On average, more than 4.7 million voting-age Illinoisans live in districts where there was only one option for the state House on the ballot, undermining their representation. Roughly half of all Illinois House races were uncontested under Illinois’ gerrymandered 2011 district map.View Report
A former Chicago Public Schools principal convinced her employees to falsely charge for overtime and give her the money, claiming it would go for school expenses. Charges state she instead paid her mortgage.
Criticizing the ethics reform measures recently passed by the Illinois General Assembly, the legislative inspector general called her job a “paper tiger” lacking the independence required to hold lawmakers accountable.
Chicago’s second-longest-serving alderman became the third sitting Chicago City Council member to come under federal indictment. She faces bribery charges.
Gov. J.B. Pritzker signed Democrats’ partisan legislative and judicial redistricting plans. He had repeatedly promised to veto any maps drawn by state lawmakers for their own benefit.
Illinois made an important first step in its break with the corrupt practices that defined the legislative process under former Illinois House Speaker Mike Madigan. New ethics rules about lobbying, financial disclosures and the legislative watchdog were passed in the final hours of the session.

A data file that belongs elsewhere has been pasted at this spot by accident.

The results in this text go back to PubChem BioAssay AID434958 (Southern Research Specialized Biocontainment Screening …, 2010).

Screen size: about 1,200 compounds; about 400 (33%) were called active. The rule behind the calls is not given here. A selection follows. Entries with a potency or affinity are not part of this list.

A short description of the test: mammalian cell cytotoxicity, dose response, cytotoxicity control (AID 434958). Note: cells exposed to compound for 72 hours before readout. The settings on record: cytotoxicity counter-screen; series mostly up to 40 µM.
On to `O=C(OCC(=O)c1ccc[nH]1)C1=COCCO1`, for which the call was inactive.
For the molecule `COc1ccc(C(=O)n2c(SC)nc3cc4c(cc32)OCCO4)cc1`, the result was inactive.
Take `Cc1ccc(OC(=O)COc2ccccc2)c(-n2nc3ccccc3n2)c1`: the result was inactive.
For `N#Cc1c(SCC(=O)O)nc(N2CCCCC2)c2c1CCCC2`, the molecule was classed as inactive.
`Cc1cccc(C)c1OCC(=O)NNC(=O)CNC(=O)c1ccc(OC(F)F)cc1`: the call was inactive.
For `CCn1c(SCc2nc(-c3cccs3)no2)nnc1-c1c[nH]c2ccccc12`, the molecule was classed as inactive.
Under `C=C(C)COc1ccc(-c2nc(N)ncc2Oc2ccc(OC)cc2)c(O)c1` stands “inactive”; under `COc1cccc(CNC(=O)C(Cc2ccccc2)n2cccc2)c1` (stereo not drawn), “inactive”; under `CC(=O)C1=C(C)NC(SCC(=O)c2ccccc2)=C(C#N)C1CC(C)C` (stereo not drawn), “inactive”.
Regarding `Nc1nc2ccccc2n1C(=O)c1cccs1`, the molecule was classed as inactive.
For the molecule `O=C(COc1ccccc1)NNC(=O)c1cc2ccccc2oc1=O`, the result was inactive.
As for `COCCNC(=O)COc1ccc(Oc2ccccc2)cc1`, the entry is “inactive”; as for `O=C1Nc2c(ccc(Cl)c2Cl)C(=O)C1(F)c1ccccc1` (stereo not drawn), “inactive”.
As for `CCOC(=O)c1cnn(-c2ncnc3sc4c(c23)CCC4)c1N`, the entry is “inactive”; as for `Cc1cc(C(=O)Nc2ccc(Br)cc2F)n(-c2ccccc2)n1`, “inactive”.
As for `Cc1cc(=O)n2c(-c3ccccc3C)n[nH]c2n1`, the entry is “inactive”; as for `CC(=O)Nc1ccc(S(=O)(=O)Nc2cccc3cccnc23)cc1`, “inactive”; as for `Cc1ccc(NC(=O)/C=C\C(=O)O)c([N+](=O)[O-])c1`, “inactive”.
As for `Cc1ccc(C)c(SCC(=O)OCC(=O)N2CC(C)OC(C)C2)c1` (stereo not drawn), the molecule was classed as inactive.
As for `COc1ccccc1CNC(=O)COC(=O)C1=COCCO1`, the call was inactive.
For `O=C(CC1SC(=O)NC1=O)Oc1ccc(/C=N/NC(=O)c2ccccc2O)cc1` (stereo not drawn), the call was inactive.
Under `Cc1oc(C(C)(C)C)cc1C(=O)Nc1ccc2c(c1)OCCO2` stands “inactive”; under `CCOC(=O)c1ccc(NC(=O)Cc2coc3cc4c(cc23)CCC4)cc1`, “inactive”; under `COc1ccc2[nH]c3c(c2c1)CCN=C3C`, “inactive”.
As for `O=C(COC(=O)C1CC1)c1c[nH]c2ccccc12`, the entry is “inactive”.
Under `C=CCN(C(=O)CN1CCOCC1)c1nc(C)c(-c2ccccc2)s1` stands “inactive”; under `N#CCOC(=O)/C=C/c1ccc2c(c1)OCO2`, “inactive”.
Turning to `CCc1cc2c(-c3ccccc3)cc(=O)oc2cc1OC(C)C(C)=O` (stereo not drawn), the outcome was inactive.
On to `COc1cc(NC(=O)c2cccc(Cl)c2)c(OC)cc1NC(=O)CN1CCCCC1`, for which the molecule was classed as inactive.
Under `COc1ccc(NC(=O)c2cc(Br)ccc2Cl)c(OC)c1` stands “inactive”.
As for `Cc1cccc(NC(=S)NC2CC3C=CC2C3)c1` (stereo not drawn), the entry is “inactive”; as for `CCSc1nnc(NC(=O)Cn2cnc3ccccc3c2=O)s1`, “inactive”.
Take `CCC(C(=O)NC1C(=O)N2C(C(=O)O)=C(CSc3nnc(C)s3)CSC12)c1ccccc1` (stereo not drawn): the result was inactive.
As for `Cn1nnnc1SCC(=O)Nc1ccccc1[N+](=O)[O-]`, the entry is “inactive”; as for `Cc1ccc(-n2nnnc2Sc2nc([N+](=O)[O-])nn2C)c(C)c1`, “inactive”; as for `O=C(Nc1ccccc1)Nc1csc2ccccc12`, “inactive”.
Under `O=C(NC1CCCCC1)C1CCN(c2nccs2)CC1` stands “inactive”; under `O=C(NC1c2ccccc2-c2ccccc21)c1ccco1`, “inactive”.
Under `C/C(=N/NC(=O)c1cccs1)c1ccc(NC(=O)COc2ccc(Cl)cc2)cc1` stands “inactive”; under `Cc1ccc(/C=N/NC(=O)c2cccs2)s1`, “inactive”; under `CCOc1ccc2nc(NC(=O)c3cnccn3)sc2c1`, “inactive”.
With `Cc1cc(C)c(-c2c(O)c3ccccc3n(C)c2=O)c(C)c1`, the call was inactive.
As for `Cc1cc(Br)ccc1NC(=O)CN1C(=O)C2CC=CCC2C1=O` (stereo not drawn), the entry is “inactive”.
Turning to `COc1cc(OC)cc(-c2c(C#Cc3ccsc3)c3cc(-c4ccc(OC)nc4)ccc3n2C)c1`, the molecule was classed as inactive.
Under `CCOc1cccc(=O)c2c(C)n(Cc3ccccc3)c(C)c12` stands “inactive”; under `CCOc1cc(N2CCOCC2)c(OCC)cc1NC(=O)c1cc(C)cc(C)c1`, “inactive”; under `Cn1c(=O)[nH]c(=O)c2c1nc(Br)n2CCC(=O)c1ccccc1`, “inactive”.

Tim Mapes, longtime chief of staff to former Illinois House Speaker Mike Madigan, pleaded ‘not guilty’ to federal charges he lied to a grand jury about Madigan and bribery. Strong ethics reforms can help fix Illinois’ culture of corruption.
Senate Bill 4, the likely vehicle for ethics reform in Springfield, offers slight improvements over the Madigan era. But if Illinois is serious about ending its culture of corruption, key points need more muscle.
A federal probe again hit close to former Illinois House Speaker Michael Madigan. The indictment of his former chief of staff is the latest indication questions are still being asked about Madigan, bribery and corruption.
If Illinois could have reduced corruption to the national average, an estimated 79,000 fewer people would be living in poverty, according to an analysis by the Illinois Policy Institute. State lawmakers can help by passing ethics reforms.
Former Chicago Ald. Ricardo Munoz, appointed by Richard M. Daley, faces federal charges stating he used campaign funds to pay for personal expenses and committed money laundering. Over 30 Chicago aldermen have been convicted or charged with corruption.